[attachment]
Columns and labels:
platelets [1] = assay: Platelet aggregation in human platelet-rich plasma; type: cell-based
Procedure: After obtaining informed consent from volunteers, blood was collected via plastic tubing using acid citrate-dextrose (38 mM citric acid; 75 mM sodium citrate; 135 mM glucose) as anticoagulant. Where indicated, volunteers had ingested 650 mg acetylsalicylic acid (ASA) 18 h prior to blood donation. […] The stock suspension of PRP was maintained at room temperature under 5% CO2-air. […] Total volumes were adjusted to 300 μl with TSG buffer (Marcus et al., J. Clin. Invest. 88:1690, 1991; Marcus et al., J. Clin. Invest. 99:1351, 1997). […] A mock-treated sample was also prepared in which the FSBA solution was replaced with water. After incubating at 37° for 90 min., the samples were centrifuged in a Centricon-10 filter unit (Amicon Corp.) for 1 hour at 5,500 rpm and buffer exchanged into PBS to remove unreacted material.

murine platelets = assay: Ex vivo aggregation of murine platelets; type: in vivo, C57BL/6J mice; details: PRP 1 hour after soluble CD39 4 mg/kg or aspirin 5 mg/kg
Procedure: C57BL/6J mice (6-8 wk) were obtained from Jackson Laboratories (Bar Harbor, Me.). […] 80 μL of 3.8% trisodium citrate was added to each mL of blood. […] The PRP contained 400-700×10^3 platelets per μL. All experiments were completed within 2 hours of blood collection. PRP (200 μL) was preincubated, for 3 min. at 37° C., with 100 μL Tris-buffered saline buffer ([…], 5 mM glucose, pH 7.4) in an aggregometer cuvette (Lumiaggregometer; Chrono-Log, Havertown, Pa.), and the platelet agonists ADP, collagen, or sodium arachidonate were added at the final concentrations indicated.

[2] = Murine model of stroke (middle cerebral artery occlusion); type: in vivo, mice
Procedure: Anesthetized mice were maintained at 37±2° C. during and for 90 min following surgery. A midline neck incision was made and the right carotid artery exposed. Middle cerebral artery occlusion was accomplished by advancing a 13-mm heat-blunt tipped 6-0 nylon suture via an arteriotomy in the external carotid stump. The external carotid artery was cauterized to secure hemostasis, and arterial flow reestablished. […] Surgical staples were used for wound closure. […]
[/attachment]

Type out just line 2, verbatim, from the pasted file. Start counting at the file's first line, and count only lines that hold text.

platelets [1] = assay: Platelet aggregation in human platelet-rich plasma; type: cell-based